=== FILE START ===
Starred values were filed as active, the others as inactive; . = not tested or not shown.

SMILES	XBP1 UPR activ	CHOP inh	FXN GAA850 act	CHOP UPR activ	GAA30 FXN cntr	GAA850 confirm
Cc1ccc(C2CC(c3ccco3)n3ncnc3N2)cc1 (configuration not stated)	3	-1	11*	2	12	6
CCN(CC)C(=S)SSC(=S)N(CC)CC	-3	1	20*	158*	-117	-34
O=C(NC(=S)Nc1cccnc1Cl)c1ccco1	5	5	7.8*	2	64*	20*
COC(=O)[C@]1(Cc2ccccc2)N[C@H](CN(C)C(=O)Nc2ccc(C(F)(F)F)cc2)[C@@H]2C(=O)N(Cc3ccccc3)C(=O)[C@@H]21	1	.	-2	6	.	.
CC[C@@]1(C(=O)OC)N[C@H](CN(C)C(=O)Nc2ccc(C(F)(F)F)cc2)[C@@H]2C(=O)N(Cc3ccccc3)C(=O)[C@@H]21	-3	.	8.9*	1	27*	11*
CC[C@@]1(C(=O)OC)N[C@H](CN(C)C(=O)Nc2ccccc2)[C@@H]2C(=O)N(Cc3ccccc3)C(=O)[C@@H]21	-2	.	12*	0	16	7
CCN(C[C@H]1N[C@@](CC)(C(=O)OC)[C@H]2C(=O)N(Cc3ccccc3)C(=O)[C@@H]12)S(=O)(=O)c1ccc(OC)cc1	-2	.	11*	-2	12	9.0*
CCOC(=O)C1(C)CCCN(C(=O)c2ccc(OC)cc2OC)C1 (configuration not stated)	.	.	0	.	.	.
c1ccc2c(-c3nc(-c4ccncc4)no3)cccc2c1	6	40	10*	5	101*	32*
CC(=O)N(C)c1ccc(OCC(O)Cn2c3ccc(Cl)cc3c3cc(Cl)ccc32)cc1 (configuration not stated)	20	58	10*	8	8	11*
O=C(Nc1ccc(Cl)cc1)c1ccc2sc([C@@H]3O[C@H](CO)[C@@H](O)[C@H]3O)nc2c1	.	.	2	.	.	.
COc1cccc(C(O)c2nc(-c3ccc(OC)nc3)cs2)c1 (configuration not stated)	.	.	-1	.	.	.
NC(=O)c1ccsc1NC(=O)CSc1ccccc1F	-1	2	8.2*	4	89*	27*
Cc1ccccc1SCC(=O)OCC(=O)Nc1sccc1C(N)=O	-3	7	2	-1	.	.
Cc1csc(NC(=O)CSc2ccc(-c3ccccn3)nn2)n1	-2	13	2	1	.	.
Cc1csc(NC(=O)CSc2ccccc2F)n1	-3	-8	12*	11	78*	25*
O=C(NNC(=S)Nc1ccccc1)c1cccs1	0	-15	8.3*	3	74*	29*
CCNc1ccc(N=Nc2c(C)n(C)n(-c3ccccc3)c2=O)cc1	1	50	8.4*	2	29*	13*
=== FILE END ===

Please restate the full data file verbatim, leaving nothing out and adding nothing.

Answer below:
Starred values were filed as active, the others as inactive; . = not tested or not shown.

SMILES	XBP1 UPR activ	CHOP inh	FXN GAA850 act	CHOP UPR activ	GAA30 FXN cntr	GAA850 confirm
Cc1ccc(C2CC(c3ccco3)n3ncnc3N2)cc1 (configuration not stated)	3	-1	11*	2	12	6
CCN(CC)C(=S)SSC(=S)N(CC)CC	-3	1	20*	158*	-117	-34
O=C(NC(=S)Nc1cccnc1Cl)c1ccco1	5	5	7.8*	2	64*	20*
COC(=O)[C@]1(Cc2ccccc2)N[C@H](CN(C)C(=O)Nc2ccc(C(F)(F)F)cc2)[C@@H]2C(=O)N(Cc3ccccc3)C(=O)[C@@H]21	1	.	-2	6	.	.
CC[C@@]1(C(=O)OC)N[C@H](CN(C)C(=O)Nc2ccc(C(F)(F)F)cc2)[C@@H]2C(=O)N(Cc3ccccc3)C(=O)[C@@H]21	-3	.	8.9*	1	27*	11*
CC[C@@]1(C(=O)OC)N[C@H](CN(C)C(=O)Nc2ccccc2)[C@@H]2C(=O)N(Cc3ccccc3)C(=O)[C@@H]21	-2	.	12*	0	16	7
CCN(C[C@H]1N[C@@](CC)(C(=O)OC)[C@H]2C(=O)N(Cc3ccccc3)C(=O)[C@@H]12)S(=O)(=O)c1ccc(OC)cc1	-2	.	11*	-2	12	9.0*
CCOC(=O)C1(C)CCCN(C(=O)c2ccc(OC)cc2OC)C1 (configuration not stated)	.	.	0	.	.	.
c1ccc2c(-c3nc(-c4ccncc4)no3)cccc2c1	6	40	10*	5	101*	32*
CC(=O)N(C)c1ccc(OCC(O)Cn2c3ccc(Cl)cc3c3cc(Cl)ccc32)cc1 (configuration not stated)	20	58	10*	8	8	11*
O=C(Nc1ccc(Cl)cc1)c1ccc2sc([C@@H]3O[C@H](CO)[C@@H](O)[C@H]3O)nc2c1	.	.	2	.	.	.
COc1cccc(C(O)c2nc(-c3ccc(OC)nc3)cs2)c1 (configuration not stated)	.	.	-1	.	.	.
NC(=O)c1ccsc1NC(=O)CSc1ccccc1F	-1	2	8.2*	4	89*	27*
Cc1ccccc1SCC(=O)OCC(=O)Nc1sccc1C(N)=O	-3	7	2	-1	.	.
Cc1csc(NC(=O)CSc2ccc(-c3ccccn3)nn2)n1	-2	13	2	1	.	.
Cc1csc(NC(=O)CSc2ccccc2F)n1	-3	-8	12*	11	78*	25*
O=C(NNC(=S)Nc1ccccc1)c1cccs1	0	-15	8.3*	3	74*	29*
CCNc1ccc(N=Nc2c(C)n(C)n(-c3ccccc3)c2=O)cc1	1	50	8.4*	2	29*	13*